Frank Pignanelli & LaVarr Webb: Political questions to ponder while honoring mothers

Published: Sunday, May 13 2012 12:00 a.m. MDT

The institution of marriage is already not doing so well, given the high percentage of children born out of wedlock and high rates of divorce. And as the traditional family crumbles, so does society. We wouldn't need nearly as much government, or high taxes, if we had stronger families. A large share of society's ills, and the need for government intervention, map directly back to dysfunctional marriages and families. When the most powerful person on Earth takes a position that will inevitably further weaken traditional marriage, it's a sad day.

Pignanelli: Never underestimate the Chicago boys running the Obama campaign. They understand close races in a dozen states will determine the presidential election and hope this bold move will garner Americans under the age of 30 (including independents and moderate Republicans) who are fine with same-sex marriage. Voters opposed were not going to support Obama anyway, and the base is now rejuvenated. The Obama pros knew that the president could just not announce this policy suddenly, but chose a strategy of dribbling it out over several days.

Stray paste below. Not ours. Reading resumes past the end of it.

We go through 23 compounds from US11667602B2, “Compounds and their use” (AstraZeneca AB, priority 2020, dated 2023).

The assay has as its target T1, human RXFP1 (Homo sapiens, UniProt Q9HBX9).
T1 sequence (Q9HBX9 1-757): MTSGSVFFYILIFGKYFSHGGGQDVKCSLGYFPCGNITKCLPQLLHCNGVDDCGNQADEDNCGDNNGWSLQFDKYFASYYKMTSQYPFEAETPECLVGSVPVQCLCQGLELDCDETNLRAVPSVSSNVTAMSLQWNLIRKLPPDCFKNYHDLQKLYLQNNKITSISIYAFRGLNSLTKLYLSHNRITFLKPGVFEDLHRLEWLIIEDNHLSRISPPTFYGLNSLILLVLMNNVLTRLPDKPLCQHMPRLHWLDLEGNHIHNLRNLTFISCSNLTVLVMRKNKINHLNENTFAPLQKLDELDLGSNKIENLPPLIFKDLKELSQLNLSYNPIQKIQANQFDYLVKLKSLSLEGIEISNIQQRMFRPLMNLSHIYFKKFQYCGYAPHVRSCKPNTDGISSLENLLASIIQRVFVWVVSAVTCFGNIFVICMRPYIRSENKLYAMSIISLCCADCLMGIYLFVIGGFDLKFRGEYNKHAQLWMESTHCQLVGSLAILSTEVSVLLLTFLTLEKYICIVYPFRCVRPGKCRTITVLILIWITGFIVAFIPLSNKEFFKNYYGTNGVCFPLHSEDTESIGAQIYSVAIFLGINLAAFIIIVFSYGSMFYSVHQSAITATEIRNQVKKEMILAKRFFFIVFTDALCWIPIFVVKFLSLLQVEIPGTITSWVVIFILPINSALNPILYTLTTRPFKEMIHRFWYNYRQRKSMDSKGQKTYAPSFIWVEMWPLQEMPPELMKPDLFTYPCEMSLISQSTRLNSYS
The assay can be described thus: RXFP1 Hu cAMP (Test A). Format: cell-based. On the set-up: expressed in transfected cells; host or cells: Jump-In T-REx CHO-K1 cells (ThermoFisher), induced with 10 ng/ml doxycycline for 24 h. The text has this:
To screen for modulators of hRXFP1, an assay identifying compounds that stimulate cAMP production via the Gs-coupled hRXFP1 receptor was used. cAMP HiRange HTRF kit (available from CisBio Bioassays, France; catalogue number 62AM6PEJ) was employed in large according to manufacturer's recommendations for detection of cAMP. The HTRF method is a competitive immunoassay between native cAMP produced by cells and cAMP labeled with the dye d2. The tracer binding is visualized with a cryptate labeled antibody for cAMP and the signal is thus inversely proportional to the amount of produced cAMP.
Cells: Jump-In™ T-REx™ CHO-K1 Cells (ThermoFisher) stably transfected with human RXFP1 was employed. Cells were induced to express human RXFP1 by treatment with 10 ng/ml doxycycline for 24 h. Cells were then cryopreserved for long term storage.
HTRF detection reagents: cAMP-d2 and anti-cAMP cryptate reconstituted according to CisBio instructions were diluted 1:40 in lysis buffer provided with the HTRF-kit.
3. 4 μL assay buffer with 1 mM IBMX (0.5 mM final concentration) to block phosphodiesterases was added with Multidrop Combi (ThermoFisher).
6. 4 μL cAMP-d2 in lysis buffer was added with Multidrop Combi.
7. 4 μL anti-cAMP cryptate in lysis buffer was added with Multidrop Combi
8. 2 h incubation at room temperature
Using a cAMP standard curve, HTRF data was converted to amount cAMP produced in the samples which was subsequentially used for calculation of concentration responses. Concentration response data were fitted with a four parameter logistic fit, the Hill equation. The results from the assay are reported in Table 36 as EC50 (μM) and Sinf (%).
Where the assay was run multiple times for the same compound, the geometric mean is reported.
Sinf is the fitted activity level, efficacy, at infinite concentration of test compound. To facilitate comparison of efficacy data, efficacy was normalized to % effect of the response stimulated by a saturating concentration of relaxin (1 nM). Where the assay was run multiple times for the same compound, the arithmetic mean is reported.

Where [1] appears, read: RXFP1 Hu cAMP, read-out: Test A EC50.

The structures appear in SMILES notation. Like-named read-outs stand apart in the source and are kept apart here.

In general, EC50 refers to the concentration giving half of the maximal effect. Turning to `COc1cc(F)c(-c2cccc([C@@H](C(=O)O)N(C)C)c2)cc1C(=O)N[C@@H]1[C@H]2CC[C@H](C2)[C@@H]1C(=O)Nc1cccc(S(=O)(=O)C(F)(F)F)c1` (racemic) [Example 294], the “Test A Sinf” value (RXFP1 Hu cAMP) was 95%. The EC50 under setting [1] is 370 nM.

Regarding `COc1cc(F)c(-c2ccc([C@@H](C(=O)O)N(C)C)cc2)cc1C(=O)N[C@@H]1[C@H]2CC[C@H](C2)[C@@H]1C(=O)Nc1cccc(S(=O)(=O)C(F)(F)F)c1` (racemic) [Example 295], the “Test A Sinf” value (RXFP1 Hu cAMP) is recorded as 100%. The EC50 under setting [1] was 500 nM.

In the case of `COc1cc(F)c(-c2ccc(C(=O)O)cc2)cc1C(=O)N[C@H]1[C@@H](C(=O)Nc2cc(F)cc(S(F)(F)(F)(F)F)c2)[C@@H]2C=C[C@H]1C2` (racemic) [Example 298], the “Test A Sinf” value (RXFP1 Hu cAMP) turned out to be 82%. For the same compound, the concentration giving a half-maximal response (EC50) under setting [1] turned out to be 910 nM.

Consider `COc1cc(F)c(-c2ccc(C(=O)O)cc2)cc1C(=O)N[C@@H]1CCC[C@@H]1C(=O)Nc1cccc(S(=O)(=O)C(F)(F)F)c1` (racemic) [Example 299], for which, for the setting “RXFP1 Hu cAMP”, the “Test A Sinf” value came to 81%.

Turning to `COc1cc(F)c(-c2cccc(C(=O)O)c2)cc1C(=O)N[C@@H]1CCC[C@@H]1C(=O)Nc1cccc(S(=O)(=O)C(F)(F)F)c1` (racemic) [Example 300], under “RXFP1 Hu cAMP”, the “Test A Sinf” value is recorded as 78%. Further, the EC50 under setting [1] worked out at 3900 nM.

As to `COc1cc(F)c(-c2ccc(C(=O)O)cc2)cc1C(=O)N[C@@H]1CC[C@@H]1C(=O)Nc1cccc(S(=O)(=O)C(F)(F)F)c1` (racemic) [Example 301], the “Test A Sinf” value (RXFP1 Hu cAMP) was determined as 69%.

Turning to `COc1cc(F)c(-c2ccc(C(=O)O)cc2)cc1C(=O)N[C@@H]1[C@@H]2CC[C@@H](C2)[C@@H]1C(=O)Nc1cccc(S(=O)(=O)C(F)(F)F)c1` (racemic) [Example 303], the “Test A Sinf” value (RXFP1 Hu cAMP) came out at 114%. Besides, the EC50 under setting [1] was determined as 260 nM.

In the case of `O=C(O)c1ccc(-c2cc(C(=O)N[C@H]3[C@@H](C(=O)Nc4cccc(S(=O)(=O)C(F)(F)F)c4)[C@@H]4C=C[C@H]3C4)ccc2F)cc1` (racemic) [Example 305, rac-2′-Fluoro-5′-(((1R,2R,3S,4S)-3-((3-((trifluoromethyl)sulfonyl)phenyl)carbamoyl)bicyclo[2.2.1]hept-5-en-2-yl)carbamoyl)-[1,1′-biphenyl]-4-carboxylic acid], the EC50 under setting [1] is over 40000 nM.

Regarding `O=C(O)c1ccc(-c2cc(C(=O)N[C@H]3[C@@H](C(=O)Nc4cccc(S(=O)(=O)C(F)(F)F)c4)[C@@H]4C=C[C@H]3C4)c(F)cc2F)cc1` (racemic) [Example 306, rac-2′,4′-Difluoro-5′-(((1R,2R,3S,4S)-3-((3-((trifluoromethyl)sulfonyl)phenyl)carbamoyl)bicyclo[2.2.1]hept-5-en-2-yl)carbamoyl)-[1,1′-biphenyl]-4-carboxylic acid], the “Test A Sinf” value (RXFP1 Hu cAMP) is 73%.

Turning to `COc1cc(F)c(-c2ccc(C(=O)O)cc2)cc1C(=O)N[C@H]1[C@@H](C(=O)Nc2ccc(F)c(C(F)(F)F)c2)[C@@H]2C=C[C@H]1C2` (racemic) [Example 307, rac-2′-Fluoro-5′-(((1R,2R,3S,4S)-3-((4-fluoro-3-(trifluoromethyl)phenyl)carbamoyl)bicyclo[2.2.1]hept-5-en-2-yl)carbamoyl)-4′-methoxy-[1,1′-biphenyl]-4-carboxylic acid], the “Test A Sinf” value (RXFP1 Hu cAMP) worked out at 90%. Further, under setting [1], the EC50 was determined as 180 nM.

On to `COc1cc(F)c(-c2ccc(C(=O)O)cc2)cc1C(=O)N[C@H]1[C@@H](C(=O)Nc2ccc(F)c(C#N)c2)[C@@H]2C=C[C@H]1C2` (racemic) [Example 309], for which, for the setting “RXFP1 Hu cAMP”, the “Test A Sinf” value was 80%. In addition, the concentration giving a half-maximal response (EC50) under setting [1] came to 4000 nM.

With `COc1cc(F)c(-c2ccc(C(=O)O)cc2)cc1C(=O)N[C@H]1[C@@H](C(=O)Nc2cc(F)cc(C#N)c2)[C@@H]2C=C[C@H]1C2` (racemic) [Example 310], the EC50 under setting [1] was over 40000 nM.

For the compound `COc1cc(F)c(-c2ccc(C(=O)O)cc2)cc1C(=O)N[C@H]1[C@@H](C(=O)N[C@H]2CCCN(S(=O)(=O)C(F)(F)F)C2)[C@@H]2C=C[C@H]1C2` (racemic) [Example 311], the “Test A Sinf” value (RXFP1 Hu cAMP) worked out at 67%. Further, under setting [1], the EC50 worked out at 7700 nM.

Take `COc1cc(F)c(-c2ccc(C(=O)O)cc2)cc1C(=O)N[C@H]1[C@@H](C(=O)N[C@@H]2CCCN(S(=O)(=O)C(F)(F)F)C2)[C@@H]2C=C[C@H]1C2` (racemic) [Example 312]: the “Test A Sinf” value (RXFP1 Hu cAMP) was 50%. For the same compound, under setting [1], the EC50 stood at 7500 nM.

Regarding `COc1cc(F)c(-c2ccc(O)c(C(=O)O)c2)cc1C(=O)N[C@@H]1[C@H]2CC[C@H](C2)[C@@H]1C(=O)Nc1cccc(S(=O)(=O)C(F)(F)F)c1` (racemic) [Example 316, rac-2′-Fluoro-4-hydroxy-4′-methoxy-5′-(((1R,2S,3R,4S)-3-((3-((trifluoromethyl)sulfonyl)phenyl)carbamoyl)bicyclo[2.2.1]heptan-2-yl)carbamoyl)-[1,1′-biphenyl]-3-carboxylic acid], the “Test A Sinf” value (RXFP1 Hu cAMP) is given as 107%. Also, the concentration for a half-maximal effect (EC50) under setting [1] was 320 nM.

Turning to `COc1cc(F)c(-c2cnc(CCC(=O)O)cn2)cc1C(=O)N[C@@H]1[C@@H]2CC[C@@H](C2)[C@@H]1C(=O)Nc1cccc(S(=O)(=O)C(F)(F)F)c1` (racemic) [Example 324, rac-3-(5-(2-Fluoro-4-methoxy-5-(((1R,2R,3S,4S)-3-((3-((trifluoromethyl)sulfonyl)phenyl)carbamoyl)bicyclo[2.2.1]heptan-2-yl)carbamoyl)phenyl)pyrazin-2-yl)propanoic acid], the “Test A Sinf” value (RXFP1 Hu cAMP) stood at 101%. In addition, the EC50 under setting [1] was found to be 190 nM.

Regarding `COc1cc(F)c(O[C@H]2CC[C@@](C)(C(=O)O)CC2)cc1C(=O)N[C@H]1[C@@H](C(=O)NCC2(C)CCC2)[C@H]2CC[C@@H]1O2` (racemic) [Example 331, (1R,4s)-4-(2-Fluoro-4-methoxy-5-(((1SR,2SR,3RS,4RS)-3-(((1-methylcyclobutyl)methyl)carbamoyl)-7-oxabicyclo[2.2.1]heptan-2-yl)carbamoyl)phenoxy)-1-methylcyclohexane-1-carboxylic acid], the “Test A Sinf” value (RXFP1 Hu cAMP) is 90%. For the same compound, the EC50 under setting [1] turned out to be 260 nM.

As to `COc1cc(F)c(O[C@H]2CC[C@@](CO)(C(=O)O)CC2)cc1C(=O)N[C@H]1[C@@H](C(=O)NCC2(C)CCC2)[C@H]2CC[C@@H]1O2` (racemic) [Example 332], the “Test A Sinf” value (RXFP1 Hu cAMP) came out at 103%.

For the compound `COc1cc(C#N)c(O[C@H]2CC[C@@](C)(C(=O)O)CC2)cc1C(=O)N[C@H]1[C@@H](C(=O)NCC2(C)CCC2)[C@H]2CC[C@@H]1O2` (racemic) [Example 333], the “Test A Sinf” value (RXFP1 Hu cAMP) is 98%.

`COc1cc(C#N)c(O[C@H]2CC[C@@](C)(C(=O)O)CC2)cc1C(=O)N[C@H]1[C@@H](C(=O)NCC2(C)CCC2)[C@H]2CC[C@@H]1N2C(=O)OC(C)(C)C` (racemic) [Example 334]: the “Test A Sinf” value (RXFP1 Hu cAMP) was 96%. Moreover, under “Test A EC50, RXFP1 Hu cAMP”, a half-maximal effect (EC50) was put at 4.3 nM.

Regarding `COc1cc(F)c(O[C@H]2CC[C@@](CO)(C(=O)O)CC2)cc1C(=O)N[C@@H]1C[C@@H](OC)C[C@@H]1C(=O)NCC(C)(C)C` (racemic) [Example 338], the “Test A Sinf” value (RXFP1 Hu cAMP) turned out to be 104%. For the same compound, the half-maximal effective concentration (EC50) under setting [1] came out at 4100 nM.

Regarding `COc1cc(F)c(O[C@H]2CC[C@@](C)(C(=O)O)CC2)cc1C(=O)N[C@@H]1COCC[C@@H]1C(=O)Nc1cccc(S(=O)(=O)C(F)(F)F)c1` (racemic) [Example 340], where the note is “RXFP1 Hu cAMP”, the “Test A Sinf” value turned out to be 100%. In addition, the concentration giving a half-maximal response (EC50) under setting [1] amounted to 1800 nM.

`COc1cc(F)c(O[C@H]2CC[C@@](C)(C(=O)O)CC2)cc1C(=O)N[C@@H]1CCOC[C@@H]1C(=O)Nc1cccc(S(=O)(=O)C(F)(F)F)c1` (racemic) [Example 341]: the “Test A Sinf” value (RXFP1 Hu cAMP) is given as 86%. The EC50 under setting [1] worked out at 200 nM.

What is the immediate impact on Utah politics?

Pignanelli: Utah Democratic candidates must decide to either publicly embrace or distance themselves from the president — and do so with an articulate message. Either approach is not fatal for Utah's minority party, although waffling will be. The economic issues important to Utahns will determine their fate this election year.

Webb: Obama's position will hurt Democratic candidates in Utah. He's their leader, their standard-bearer, the face of their party. It focuses attention on the issue in Utah, where before it was below the radar.

Republican LaVarr Webb is a political consultant and lobbyist. Previously he was policy deputy to Gov. Mike Leavitt and Deseret News managing editor. Email: lwebb@exoro.com. Democrat Frank Pignanelli is a Salt Lake attorney, lobbyist and political adviser. Pignanelli served 10 years in the Utah House of Representatives, six years as minority leader. His spouse, D'Arcy Dixon Pignanelli, is a state tax commissioner. Email: frankp@xmission.com.

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